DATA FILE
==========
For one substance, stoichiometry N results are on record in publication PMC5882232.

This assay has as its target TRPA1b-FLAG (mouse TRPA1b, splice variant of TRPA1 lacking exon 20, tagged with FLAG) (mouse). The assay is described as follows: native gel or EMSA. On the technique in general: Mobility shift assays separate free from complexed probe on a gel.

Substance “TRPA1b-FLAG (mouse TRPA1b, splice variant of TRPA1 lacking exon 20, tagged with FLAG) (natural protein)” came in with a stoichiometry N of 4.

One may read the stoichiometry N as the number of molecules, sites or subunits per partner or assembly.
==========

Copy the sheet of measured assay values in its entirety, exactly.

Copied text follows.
For one substance, stoichiometry N results are on record in publication PMC5882232.

This assay has as its target TRPA1b-FLAG (mouse TRPA1b, splice variant of TRPA1 lacking exon 20, tagged with FLAG) (mouse). The assay is described as follows: native gel or EMSA. On the technique in general: Mobility shift assays separate free from complexed probe on a gel.

Substance “TRPA1b-FLAG (mouse TRPA1b, splice variant of TRPA1 lacking exon 20, tagged with FLAG) (natural protein)” came in with a stoichiometry N of 4.

One may read the stoichiometry N as the number of molecules, sites or subunits per partner or assembly.